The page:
But you are a discerning media user, so the responsible thing is to investigate the source that these sites use. Thankfully, the first two websites on my Google search pointed to the same research study from Edison Research. But we don’t stop there.
We also must look at the “About Us” page of Edison Research. Here’s where transparency is key. The website should show who works there and something about their credentials. The people should have an email or LinkedIn page where you can contact them. For Edison Research, the president of the company has more than 500 connections on LinkedIn and his work history is transparent. The company itself has been in operation since 1994, which shows that it has an established history in survey research.
I could go further, such as do a Google Reverse Image search on the people’s profiles to see if the photos aren’t stock photos. I could also investigate the methodology of their studies, such as how many participants they surveyed or what questions they used. However, because the research presented on this website isn’t controversial, I can deem the research on this site to be reliable and credible. I would also be sure to cite the website.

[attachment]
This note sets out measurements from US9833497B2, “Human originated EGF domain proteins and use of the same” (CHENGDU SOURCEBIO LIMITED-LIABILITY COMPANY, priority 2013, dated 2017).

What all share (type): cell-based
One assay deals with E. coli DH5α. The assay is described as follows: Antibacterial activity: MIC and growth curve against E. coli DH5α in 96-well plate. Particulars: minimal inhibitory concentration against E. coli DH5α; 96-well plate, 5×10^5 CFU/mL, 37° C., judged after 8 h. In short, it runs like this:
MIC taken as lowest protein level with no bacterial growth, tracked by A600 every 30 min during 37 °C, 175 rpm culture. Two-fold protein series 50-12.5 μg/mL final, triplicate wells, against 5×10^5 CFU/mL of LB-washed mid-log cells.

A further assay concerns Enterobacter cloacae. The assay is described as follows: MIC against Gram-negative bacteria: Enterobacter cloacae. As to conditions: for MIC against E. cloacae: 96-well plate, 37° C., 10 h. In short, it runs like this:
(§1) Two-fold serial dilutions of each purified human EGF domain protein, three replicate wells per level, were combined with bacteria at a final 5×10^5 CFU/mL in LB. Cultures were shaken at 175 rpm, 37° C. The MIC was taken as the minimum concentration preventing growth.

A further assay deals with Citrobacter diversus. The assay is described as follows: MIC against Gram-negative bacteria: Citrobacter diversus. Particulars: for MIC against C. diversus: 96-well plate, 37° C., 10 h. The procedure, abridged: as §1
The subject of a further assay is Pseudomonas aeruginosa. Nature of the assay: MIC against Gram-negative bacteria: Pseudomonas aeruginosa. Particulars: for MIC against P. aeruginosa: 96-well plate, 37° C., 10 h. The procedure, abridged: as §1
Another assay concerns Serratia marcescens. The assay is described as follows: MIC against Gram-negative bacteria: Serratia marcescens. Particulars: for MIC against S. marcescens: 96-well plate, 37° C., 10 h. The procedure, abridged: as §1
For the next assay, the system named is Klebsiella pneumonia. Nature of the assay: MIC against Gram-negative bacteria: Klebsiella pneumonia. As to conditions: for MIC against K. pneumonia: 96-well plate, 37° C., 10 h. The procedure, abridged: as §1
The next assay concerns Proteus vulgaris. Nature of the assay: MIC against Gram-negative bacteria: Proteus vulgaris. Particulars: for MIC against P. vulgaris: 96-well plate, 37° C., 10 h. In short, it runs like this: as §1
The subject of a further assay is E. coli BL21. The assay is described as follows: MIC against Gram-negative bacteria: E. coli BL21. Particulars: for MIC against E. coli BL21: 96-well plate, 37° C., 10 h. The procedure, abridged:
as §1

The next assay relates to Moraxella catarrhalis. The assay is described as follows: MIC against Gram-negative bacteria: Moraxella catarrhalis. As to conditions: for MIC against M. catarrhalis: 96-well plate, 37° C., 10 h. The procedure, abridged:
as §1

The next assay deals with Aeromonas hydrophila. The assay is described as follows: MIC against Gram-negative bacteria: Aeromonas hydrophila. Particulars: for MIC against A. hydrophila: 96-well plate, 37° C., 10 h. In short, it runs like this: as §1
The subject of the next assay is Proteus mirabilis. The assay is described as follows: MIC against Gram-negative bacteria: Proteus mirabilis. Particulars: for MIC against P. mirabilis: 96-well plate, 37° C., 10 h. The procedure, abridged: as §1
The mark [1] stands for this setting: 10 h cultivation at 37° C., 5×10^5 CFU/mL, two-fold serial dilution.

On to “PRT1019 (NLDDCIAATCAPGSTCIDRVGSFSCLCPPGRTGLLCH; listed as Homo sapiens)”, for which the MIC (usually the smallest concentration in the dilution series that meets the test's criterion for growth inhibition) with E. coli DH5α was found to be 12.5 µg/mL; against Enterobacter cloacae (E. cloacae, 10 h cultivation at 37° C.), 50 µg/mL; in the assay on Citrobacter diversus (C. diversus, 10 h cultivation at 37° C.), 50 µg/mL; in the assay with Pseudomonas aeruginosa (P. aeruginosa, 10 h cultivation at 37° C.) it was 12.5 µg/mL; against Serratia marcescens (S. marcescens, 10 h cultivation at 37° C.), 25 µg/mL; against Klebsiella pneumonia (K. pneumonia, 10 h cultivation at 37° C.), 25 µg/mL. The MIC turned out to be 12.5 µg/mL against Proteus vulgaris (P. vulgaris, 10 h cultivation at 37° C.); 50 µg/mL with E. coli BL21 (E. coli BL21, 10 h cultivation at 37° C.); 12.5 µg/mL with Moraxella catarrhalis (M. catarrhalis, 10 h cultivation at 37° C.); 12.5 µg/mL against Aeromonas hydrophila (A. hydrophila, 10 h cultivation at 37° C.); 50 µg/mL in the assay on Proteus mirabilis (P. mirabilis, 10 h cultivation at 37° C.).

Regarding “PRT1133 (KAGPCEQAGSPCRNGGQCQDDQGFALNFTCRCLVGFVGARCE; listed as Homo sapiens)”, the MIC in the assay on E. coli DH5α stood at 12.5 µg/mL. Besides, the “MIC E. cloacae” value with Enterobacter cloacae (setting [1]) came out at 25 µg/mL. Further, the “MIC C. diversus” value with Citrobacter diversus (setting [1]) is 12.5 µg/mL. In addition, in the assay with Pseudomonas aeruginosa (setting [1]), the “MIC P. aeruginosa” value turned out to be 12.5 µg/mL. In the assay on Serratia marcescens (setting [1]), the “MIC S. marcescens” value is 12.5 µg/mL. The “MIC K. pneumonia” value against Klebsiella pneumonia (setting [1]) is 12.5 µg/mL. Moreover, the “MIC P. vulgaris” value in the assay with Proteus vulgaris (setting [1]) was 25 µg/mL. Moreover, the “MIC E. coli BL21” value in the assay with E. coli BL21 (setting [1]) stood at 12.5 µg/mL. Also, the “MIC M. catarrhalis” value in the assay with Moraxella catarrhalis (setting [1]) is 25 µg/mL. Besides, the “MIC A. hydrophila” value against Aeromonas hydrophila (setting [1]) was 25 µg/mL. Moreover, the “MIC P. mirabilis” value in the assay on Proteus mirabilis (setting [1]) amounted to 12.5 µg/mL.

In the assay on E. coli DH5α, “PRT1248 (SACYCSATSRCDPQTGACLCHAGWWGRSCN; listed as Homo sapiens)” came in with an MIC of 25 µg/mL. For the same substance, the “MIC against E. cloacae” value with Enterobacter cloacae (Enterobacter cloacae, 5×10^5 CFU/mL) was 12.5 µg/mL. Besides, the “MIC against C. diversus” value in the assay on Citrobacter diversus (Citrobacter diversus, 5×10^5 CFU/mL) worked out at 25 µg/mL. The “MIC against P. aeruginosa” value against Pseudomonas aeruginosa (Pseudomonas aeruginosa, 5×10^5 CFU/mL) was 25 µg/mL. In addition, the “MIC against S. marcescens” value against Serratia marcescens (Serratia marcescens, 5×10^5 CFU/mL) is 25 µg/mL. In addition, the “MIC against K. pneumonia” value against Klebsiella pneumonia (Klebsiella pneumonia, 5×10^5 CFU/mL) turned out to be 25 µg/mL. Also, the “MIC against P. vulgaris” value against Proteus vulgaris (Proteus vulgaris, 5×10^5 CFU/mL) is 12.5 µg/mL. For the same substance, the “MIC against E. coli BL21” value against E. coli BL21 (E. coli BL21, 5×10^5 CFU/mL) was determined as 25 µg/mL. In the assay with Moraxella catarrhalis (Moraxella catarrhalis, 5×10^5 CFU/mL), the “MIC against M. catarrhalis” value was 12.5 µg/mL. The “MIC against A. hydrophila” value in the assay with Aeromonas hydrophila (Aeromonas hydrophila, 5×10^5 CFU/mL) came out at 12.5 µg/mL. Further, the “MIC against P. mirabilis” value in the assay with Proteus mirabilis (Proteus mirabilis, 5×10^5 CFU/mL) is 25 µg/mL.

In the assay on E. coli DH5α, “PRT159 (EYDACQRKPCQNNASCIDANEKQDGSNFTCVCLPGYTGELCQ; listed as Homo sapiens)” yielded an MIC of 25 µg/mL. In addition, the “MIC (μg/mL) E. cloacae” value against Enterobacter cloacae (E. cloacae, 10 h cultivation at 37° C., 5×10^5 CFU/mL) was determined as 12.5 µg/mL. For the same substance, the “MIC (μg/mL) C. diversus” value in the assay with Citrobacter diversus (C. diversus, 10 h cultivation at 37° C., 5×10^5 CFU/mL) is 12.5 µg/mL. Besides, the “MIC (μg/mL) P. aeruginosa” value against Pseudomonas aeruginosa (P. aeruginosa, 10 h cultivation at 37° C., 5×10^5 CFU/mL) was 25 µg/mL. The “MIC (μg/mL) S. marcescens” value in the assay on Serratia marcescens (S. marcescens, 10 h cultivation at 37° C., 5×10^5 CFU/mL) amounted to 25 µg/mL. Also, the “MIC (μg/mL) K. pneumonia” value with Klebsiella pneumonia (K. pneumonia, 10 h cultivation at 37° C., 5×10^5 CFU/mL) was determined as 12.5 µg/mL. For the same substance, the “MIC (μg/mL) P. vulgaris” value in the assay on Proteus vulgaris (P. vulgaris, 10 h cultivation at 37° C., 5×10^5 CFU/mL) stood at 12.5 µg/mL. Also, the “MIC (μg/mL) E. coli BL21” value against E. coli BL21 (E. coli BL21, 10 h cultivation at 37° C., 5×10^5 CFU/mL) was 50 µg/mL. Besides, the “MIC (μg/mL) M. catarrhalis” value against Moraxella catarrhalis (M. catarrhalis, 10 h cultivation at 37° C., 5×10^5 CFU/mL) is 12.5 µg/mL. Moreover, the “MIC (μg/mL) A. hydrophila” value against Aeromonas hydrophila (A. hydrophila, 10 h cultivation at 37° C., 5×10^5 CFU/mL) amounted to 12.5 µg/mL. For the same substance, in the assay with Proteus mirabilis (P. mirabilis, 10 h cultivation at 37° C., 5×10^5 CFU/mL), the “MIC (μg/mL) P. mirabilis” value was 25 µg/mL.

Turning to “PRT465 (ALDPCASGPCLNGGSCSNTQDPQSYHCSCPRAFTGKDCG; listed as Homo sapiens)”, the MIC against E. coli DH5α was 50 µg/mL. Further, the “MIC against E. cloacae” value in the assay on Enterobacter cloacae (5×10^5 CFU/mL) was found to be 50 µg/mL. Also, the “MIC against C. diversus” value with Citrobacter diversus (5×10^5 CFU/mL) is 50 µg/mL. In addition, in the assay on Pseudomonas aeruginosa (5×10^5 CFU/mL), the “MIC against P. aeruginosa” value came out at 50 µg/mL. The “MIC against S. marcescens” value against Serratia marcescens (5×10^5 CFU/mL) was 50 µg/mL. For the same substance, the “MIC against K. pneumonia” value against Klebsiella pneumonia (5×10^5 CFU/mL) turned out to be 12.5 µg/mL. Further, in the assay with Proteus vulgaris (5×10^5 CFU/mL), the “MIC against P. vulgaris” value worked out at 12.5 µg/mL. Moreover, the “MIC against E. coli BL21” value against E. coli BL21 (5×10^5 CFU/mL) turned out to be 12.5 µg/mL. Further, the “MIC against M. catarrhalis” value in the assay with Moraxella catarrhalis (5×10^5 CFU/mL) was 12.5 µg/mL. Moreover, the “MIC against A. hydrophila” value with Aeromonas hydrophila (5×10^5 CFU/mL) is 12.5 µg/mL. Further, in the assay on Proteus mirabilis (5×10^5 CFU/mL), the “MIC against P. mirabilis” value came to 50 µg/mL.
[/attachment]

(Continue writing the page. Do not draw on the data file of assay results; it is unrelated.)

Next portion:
Therefore, I can rewrite my student sentence this way:
According to a 2019 study conducted by Edison Research and Triton Digital, 61 percent of the U.S. population used Facebook in 2019, down from a peak of 67 percent in 2017. This is a decline of 14 million users over the age of 12.
I should also note that if a website ends with .gov, .org, or .edu, it tends to carry a little more credibility because the research is less likely to have a conflict of interest. If the research was funded by another organization or business, websites ending with those suffixes will often disclose their funding sources to maintain credibility. I'd also use some free online plagiarism checkers to see if this piece has been written elsewhere.
Personally, any time I report facts, I use research databases available through my academic institution. Research databases have a healthy amount of reputable research that has been heavily reviewed by geeks like me.
Whether or not you buy into the argument in The Social Dilemma, you can participate in more healthy, productive discourse by putting a little more effort into what you choose to post and share on social media. We might not be able to control the various conspiracy theories and malicious content that emerge from other people’s hearts, but we don’t have to propagate them. Integrity starts with you.